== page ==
I recently received a comment asking for more information on EMC’s FAST Cache, specifically about why increased CPU Utilization was observed after a FAST Cache expansion. It’s likely due to the rebuilding of the cache after the expansion and possibly having it enabled on LUNs that shouldn’t, like those with high sequential I/O. It’s hard to pinpoint the exact cause of an issue like that without a thorough analysis of the array itself, however. I thought I’d do a quick write-up of EMC’s best practices for implementing FAST Cache and the caveats to consider when implementing it.
What is FAST Cache?
First, a quick overview of what it is. EMC’s FAST Cache uses a RAID set of EFD drives that sits between DRAM Cache and the disks themselves. It holds a large percentage of the most often used data in high performance EFD drives. It hits a price/performance sweet spot between DRAM and traditional spinning disks for cache, and can greatly increase array performance.
The theory behind FAST Cache is simple: we divide the array’s storage up in 64KB blocks, we count the number of hits on those blocks, and then we create a cache page on the FAST Cache EFDs if there have been three read (or write) hits on that block. If FAST Cache fills up, the array will start to seek pages in the EFDs that will make a full stripe write to the spinning disks in the array, and then force flush out to traditional spinning disks.
FAST Cache uses a “three strikes” algorithm. If you are moving large amounts of data, the FAST Cache algorithm does not activate, which is by design, as cache does not help at all in large copy transactions. Random hits on active blocks, however, will ultimately cache those blocks into FAST Cache. This is where the 64KB granularity makes a difference. Typical workloads I/O are 64KB or less, and there is a significant chance that even if a workload is performing 4KB reads and writes to different blocks, they will still hit the same 64KB FAST Cache block, resulting in the promotion of that data into FAST Cache. Cool, right? It works very well in practice. With all that said, there are still plenty of implementation considerations for an ideal FAST Cache configuration. Below is an overview of EMC’s best practices.
Best Practices for LUNs and Pools
- Only use it where you need it. The FAST Cache driver has to track every I/O to calculate whether a block needs promotion to FAST Cache, which then adds to the SP CPU utilization. As a best practice, you should disabling FAST Cache for LUNs that won’t need it. It will cut this overhead and thus can improve overall performance levels. Having a separate storage pool for LUNs that don’t need FASTCache would be ideal.
Disable FASTCache for the following LUN types:
– Secondary Mirror and Clone destination LUNs
– LUNs with small, high sequential I/O, such as Oracle Database Logs & snapsure dvols
– LUNs in the reserved LUN pool.
– Recoverpoint Journal LUNs
– SnapView Clones and MirrorView Secondary Mirrors
- Analyze where you need it most. Based on a workload analysis, I’d consider restricting the use of FAST Cache to the LUNs or Pools that need it the most. For every new block that is added into FAST Cache, old blocks that are the oldest in terms of the most recent access are removed. If your FAST Cache capacity is limited, even frequently accessed blocks may be removed before they’re accessed again.
- Upgrade to the latest OS Release. On the VNX platform, upgrading to the latest FLARE or MCx release can greatly improve the performance of FAST Cache. It’s been a few years now, but as an example r32 recovers performance much faster after a FAST Cache drive failure compared to r31, as well as automatically avoiding the promotion of small sequential block I/O to FAST Cache. It’s always a good idea to run a current version of the code.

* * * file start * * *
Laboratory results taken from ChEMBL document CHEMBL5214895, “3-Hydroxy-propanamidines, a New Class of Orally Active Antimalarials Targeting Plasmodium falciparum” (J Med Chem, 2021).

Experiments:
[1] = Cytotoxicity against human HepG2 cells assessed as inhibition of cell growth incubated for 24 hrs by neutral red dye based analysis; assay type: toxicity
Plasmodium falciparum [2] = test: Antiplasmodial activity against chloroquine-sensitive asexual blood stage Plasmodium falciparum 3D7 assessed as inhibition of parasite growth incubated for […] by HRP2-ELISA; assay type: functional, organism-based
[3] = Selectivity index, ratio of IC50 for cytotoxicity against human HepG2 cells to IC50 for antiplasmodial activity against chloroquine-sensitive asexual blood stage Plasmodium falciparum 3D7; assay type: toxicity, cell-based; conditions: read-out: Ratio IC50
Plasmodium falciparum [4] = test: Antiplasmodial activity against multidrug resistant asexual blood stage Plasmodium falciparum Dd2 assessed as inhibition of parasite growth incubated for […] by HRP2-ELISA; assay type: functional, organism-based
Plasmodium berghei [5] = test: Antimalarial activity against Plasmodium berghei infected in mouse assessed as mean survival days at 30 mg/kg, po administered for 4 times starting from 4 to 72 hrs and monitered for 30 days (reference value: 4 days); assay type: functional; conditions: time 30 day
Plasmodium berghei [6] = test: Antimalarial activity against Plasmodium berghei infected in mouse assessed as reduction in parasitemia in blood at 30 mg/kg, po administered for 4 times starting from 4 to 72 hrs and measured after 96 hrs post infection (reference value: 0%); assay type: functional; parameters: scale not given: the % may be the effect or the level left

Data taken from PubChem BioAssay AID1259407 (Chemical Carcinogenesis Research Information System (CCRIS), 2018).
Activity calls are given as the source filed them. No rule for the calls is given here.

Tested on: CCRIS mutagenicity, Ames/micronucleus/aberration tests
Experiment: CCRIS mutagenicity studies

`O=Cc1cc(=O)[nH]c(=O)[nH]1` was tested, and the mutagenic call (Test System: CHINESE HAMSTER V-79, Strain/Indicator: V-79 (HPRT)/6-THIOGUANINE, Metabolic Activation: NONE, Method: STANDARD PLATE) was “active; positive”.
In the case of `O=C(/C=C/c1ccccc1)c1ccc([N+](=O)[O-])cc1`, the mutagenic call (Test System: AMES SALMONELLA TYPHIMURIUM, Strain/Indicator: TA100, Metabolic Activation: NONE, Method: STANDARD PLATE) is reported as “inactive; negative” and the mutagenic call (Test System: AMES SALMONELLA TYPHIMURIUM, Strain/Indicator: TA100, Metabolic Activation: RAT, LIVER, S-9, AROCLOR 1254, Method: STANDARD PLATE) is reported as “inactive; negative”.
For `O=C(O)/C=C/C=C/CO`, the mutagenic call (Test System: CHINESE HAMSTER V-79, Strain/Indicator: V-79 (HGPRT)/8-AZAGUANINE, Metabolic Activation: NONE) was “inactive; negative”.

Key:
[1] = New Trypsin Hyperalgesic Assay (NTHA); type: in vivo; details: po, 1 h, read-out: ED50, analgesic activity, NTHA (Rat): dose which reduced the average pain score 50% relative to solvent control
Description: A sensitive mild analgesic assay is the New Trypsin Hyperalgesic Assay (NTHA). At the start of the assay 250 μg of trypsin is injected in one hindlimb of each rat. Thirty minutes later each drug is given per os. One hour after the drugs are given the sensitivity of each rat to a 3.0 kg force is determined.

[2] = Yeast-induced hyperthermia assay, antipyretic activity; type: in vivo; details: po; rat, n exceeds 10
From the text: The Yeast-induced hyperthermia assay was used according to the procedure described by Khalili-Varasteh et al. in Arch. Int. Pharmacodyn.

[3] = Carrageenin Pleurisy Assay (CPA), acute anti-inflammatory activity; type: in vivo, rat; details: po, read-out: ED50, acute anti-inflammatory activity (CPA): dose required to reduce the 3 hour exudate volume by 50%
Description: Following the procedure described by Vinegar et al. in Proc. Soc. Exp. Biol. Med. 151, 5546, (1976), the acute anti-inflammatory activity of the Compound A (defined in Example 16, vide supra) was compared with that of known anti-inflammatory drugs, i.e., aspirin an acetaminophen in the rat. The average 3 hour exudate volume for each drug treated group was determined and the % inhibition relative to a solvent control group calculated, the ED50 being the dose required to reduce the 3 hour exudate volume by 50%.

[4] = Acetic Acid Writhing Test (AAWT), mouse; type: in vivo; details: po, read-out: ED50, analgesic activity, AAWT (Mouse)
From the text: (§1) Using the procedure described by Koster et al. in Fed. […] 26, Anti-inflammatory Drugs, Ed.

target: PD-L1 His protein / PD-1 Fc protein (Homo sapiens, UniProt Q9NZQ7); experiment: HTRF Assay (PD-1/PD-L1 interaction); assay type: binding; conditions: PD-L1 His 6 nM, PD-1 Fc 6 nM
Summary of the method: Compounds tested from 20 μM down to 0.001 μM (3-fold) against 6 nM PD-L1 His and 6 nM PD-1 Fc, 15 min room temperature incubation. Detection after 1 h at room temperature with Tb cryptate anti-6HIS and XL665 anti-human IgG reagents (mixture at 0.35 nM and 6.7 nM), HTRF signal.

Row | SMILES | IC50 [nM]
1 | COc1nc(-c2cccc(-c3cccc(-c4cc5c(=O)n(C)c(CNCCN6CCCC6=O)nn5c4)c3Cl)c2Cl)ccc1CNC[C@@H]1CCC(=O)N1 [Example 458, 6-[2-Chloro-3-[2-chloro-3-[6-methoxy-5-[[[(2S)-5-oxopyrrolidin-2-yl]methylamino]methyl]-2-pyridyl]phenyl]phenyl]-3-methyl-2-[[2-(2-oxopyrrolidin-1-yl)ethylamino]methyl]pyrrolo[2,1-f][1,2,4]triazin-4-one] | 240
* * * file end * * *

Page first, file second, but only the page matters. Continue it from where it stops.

Best Practices For VNX arrays with MCx:
- Spread it out. Spread the drives as evenly as possible across the available backend busses. Be careful, though, as you shouldn’t add more than 8 FAST Cache flash drives per bus including any unused flash drives for use as hot-spares.
- Always use DAE 0. Try and use DAE 0 on each bus for flash drives as it provides for the lowest latency.
Best Practices for VNX and CX4 arrays with FLARE 30-32:
- CX4? No more than 4 per bus. If you’re still using an older CX4 series array, don’t use more than 4 FAST Cache drives per bus, and don’t put all of them on bus 0. If they are all on the same bus, they could completely saturate this bus with I/O.
- Spread it out. Spread the FAST Cache drives over as many buses as possible. This would especially be an issue if the drives were all on bus 0, because it is used to access the vault drives. Note that the VNX has six times the back-end bandwidth per bus compared to a CX, so it’s less of a concern.
- Match the drive sizes. All the drives in FAST Cache must be of the same capacity; otherwise the workload on each drive would rise proportionately with its capacity. In other words, a 200GB drive would have double the workload of a 100Gb drive.
- VNX? Use enclosure 0. Put the EFD drives in the first DAE on any bus (i.e. Enclosure 0). The I/O has to pass through the LCC of each DAE between the drive and the SP, and each extra LCC it passes through will add a small amount of latency. The latency would normally be negligible, but is significant for flash drives. Note that on the CX4, all I/O has to pass through every LCC anyway.
- Mind the order the disks are added. The order the drives are added dictates which drives are primary & secondary. The first drive added is the primary for the first mirror, the next drive added is its secondary for the first mirror, the third drive is the primary for the second mirror, etc.
- Location, Location, Location. It’s a more advanced configuration and requires the use of the CLI, but for highest availability place the primary and secondary for each FAST Cache RAID 1 pair are on different buses.